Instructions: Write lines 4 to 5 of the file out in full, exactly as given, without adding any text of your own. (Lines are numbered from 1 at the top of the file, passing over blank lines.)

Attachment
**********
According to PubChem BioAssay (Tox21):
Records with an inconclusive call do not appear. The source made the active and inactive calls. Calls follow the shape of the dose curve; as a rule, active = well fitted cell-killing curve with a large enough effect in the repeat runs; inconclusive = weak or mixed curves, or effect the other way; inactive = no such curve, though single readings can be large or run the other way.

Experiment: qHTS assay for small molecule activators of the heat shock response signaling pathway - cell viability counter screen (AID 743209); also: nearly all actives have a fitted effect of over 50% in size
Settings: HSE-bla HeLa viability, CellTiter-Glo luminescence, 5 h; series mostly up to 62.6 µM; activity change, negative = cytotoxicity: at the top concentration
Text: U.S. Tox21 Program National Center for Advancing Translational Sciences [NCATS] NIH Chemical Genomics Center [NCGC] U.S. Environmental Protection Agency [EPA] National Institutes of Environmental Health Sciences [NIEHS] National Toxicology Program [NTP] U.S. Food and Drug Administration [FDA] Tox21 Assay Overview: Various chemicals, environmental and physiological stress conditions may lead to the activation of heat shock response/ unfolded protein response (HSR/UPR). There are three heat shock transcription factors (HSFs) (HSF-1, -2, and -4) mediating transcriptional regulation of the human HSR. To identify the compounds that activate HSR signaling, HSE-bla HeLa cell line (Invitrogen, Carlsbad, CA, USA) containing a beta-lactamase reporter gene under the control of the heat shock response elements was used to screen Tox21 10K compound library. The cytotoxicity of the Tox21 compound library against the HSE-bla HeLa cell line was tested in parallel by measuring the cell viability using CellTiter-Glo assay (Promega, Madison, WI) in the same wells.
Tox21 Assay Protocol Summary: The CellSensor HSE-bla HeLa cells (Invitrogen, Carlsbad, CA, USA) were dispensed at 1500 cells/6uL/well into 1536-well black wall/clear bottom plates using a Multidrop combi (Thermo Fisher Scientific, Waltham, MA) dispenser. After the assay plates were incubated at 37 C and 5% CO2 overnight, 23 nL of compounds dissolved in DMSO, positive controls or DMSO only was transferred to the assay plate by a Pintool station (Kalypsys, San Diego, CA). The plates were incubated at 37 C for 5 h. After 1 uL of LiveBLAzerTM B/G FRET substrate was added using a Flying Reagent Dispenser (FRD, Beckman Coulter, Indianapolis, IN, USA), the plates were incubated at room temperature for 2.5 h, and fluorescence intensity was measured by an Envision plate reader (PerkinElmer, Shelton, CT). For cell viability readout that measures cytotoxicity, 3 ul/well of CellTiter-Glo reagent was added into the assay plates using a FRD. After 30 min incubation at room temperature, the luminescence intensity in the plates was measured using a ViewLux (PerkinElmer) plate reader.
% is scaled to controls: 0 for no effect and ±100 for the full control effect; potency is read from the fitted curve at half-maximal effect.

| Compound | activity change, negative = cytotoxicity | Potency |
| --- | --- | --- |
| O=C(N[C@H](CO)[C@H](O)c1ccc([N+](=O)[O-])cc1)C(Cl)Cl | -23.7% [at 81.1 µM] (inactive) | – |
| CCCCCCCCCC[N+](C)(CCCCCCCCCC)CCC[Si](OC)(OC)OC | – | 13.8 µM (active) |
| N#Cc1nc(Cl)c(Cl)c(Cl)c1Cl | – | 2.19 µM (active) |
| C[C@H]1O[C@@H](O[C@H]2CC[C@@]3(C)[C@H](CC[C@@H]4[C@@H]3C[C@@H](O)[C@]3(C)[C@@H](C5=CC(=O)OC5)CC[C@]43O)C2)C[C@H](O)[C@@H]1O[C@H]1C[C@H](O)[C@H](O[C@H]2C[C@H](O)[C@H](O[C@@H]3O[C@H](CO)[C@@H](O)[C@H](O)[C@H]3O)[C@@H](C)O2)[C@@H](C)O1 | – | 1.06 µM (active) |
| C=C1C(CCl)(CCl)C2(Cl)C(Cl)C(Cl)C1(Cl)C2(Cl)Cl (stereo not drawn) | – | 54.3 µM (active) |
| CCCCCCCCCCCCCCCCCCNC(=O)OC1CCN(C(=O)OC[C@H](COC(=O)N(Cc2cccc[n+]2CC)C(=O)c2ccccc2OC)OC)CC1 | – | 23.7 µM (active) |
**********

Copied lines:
Settings: HSE-bla HeLa viability, CellTiter-Glo luminescence, 5 h; series mostly up to 62.6 µM; activity change, negative = cytotoxicity: at the top concentration
Text: U.S. Tox21 Program National Center for Advancing Translational Sciences [NCATS] NIH Chemical Genomics Center [NCGC] U.S. Environmental Protection Agency [EPA] National Institutes of Environmental Health Sciences [NIEHS] National Toxicology Program [NTP] U.S. Food and Drug Administration [FDA] Tox21 Assay Overview: Various chemicals, environmental and physiological stress conditions may lead to the activation of heat shock response/ unfolded protein response (HSR/UPR). There are three heat shock transcription factors (HSFs) (HSF-1, -2, and -4) mediating transcriptional regulation of the human HSR. To identify the compounds that activate HSR signaling, HSE-bla HeLa cell line (Invitrogen, Carlsbad, CA, USA) containing a beta-lactamase reporter gene under the control of the heat shock response elements was used to screen Tox21 10K compound library. The cytotoxicity of the Tox21 compound library against the HSE-bla HeLa cell line was tested in parallel by measuring the cell viability using CellTiter-Glo assay (Promega, Madison, WI) in the same wells.